The first-ever Masters Program in Nuclear Security was launched at a ceremony at the Reactor Institute of the Delft University of Technology in the Netherlands on Thursday.
The Masters Program marks the growing importance of security on the global nuclear agenda, the International Atomic Energy Agency (IAEA) said in a press release.
Five other European universities are also taking part in the program. They are: the University of Oslo, the Technical University of Vienna, the Brandenburg University of Applied Sciences, the Democritus University of Thrace in Greece, and the University of Manchester Dalton Nuclear Institute.
Ten students are currently enrolled in the program, under which they will spend time or attend lectures at the participating universities in the next 20 months.
The syllabus is based on the 12 modules defined in the IAEA's Educational Program in Nuclear Security, which is a publication under the IAEA Nuclear Security Series.
The course includes prevention and planning; detection of, and response to, unauthorized access; theft; sabotage; and illegal transfer or other malicious acts involving nuclear material, other radioactive substances or their associated facilities. The Masters Program aims to provide nuclear security managers with the ability to effectively build strategies and tactics within organizations to manage security hazards and risks.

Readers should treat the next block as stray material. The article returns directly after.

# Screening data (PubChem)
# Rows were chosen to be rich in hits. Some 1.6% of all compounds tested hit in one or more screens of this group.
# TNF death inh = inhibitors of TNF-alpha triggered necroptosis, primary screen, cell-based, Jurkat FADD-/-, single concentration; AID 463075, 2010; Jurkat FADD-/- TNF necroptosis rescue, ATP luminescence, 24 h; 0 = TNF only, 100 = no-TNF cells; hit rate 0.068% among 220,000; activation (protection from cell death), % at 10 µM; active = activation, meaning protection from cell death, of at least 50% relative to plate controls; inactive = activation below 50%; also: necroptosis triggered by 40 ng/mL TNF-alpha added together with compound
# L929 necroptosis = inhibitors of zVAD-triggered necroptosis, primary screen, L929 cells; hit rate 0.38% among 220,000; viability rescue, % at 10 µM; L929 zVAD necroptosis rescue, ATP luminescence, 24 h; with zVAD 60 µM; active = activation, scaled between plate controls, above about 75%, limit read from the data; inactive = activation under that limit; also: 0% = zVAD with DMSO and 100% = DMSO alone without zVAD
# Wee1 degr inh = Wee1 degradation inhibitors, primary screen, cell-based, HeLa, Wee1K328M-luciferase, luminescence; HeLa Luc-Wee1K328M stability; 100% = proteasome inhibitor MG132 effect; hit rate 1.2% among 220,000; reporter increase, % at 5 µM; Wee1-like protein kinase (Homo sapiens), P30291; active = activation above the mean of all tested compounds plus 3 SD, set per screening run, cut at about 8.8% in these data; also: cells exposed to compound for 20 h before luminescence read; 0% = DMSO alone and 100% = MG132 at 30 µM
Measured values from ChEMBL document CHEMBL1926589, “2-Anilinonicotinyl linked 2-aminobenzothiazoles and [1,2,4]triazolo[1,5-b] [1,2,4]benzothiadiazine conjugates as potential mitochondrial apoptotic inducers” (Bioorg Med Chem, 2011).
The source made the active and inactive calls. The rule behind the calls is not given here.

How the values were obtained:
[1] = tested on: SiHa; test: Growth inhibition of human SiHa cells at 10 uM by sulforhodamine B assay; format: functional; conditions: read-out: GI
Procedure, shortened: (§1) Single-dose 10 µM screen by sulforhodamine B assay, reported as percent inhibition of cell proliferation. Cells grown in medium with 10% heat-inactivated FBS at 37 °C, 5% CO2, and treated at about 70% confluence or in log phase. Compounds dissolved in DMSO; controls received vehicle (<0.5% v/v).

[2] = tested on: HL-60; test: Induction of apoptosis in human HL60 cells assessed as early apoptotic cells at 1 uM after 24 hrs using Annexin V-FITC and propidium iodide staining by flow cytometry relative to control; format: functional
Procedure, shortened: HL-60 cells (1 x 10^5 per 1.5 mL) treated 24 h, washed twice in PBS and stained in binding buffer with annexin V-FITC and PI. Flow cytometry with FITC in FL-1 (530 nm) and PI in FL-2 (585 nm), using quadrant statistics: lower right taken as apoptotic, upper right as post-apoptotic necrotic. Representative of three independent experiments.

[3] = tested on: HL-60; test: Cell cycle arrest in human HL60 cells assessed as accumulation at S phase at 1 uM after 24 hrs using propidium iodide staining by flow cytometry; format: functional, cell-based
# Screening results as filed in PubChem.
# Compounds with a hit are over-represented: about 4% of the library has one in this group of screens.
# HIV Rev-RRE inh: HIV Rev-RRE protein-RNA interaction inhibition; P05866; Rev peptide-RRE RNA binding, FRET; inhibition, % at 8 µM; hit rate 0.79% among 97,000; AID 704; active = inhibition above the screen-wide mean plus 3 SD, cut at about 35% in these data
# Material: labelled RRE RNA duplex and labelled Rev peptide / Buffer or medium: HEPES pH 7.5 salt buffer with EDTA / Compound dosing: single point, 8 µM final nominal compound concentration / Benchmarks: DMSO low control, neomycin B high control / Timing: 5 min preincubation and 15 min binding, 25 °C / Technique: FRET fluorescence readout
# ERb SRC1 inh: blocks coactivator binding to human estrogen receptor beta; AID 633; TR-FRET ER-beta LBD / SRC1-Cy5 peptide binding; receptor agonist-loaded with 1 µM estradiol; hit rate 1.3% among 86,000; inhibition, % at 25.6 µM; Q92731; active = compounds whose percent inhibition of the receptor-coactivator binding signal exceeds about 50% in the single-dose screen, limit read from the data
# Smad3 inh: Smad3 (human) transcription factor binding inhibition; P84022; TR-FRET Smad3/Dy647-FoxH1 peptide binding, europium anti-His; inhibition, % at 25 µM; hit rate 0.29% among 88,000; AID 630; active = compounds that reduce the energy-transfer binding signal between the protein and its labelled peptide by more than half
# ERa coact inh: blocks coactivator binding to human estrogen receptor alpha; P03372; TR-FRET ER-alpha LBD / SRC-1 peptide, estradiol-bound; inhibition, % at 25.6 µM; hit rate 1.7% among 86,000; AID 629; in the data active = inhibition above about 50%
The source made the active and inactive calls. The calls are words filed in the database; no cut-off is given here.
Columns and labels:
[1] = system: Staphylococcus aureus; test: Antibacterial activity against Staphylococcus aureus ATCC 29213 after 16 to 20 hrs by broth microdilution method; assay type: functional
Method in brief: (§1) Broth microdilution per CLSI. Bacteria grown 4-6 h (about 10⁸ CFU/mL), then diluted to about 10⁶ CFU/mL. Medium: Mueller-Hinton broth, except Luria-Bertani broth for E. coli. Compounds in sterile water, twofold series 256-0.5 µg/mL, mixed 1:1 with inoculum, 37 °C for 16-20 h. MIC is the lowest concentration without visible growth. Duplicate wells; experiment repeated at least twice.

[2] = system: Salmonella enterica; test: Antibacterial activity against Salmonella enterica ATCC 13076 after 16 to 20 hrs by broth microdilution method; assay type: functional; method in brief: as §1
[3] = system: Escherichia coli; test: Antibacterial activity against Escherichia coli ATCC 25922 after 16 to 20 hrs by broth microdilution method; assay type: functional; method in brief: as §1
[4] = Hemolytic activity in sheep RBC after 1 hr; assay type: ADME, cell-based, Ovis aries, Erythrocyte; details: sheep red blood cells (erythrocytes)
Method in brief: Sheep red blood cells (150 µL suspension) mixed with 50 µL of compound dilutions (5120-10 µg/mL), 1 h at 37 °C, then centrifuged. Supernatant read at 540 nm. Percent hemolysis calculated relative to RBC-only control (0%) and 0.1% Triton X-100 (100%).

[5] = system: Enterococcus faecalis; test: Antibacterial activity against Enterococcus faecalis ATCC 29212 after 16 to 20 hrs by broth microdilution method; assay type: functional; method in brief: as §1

The course is being launched amid growing international awareness of the threat of malicious acts involving nuclear material, says the U.N. nuclear watchdog.
Speaking on the occasion, IAEA Director-General Yukiya Amano commended the efforts to train a new generation of experts who can help to improve global nuclear security.
"Strengthening nuclear security throughout the world remains a challenge for all of us," Amano said, adding that "national governments have primary responsibility for nuclear security, but international cooperation is vital. It is clear that we will need a new generation of policy-makers and nuclear professionals who will have a proper understanding of the importance of nuclear security," he told the students and faculty members.
During his visit, Amano also re-designated the Reactor Institute Delft as an IAEA Collaborating Center for a further three years.
by RTT Staff Writer
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